"The Tunisian government should not be prosecuting people for private and consensual sexual acts," said HRW's deputy Middle East and North Africa director Eric Goldstein.
"If Tunisia truly aspires to be a regional leader on human rights, it should lead the way in decriminalising homosexual conduct."
The youth had been detained on September 6 in the Mediterranean resort area of Sousse for questioning in connection with a murder after his telephone number was found on the victim, lawyer Fadoua Braham said.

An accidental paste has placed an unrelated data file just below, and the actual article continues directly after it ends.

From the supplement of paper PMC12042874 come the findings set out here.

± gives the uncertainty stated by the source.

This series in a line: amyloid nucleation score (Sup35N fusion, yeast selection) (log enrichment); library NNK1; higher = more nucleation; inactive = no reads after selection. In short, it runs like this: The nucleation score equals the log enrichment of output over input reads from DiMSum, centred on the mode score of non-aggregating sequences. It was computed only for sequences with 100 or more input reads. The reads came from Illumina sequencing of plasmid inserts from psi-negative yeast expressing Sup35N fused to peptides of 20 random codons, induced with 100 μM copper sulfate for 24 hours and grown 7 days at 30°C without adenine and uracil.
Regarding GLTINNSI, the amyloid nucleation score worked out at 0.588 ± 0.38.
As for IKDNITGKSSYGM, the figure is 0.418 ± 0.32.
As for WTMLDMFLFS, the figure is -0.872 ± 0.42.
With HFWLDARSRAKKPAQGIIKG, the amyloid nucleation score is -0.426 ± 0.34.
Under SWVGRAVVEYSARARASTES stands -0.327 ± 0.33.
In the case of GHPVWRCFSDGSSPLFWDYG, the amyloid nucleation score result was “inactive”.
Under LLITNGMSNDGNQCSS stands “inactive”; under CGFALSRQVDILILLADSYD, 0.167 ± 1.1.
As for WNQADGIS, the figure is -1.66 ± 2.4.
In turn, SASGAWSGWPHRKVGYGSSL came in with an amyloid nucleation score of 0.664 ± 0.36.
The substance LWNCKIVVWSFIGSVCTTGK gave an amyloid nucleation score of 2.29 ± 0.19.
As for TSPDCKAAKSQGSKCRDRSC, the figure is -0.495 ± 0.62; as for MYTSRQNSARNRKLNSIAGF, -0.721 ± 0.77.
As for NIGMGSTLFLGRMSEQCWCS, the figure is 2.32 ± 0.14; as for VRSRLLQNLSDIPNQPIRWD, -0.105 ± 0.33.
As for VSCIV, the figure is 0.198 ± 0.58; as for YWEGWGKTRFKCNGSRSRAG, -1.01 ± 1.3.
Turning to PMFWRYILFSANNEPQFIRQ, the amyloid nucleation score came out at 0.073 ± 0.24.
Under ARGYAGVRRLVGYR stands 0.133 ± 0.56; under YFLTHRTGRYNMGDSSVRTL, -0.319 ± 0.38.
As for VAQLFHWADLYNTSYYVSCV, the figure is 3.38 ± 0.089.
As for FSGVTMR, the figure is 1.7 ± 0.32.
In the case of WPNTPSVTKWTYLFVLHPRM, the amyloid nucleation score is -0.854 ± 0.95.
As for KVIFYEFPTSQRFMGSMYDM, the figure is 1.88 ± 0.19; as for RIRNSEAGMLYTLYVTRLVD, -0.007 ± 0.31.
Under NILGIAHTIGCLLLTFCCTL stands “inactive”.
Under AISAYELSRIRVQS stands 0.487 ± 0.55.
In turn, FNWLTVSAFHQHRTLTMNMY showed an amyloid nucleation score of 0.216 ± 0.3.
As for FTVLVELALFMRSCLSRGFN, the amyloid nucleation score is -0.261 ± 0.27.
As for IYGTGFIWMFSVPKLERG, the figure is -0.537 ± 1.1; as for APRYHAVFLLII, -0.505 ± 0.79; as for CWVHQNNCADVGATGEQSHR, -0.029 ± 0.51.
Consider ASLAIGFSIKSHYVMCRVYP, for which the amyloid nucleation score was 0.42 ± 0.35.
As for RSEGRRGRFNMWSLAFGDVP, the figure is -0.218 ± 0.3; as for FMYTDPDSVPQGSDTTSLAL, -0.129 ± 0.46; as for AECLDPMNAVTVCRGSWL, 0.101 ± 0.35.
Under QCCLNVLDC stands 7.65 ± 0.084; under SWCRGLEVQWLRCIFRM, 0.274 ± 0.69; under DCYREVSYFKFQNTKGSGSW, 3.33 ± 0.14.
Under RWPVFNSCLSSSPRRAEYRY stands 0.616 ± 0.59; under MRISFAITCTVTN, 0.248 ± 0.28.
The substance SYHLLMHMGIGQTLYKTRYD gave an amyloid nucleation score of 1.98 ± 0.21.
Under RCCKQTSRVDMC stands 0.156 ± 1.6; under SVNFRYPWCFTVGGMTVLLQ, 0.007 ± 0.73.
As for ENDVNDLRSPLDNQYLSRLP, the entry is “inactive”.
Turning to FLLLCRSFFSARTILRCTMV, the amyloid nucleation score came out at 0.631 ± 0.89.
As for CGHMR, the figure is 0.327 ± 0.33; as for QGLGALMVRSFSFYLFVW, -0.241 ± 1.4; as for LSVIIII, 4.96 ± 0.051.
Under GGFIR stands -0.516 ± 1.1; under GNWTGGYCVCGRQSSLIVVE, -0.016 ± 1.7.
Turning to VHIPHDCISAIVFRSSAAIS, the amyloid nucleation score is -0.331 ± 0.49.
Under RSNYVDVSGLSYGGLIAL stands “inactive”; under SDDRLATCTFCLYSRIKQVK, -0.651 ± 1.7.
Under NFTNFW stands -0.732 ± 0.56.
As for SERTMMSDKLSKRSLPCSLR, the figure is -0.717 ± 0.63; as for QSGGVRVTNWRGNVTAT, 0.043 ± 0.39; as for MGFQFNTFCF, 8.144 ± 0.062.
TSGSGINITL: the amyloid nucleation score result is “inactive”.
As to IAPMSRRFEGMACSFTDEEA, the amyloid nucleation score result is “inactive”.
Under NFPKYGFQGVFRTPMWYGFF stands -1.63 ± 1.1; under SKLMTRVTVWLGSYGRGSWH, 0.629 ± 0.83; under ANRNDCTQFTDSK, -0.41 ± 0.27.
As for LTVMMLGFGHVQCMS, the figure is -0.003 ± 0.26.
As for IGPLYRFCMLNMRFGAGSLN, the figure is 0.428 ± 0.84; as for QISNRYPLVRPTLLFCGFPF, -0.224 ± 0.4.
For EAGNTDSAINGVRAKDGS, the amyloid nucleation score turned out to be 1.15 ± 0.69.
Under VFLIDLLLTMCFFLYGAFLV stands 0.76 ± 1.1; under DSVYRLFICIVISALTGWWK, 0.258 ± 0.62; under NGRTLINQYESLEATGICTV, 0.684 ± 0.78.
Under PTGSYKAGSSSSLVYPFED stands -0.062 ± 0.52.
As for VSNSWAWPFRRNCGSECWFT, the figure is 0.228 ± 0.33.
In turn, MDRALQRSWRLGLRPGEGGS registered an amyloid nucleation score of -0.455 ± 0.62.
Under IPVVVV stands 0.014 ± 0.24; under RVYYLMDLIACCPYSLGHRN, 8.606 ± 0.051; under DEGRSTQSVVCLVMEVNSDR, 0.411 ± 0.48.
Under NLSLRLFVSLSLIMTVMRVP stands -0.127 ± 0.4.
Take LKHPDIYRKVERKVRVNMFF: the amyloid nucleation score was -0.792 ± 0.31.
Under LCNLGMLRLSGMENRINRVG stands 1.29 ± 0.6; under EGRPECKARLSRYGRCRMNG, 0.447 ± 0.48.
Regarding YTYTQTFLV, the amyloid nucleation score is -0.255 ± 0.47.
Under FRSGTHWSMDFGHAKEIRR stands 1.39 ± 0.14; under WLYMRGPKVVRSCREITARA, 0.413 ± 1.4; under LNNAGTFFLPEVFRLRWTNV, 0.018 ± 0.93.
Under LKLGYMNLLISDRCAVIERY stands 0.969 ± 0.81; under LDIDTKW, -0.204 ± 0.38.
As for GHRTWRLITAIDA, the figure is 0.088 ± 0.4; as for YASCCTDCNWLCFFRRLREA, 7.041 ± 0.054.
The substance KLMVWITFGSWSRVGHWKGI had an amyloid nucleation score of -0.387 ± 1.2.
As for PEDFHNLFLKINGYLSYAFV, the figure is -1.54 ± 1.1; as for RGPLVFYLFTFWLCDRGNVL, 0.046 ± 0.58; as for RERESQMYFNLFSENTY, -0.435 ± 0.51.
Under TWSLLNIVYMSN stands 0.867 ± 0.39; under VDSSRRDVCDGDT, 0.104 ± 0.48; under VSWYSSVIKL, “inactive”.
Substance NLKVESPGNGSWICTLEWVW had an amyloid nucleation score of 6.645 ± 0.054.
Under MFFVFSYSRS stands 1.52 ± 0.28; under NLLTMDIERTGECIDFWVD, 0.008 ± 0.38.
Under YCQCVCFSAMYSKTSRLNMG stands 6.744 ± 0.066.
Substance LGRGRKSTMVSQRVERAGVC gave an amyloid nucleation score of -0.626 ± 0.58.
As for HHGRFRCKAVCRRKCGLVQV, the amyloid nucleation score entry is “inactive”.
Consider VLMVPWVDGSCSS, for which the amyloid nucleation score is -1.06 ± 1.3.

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He denied any involvement in the murder but admitted to having had sexual relations with the victim.
"Another statement was drawn up and my client had to undergo an anal exam against his will," she said.
HRW condemned the use of forensic anal examinations of people suspected of homosexual acts and called on Tunisia to halt them immediately.
"Such examinations are intrusive, invasive, and amount to cruel, inhuman, and degrading treatment that violates international law," it said.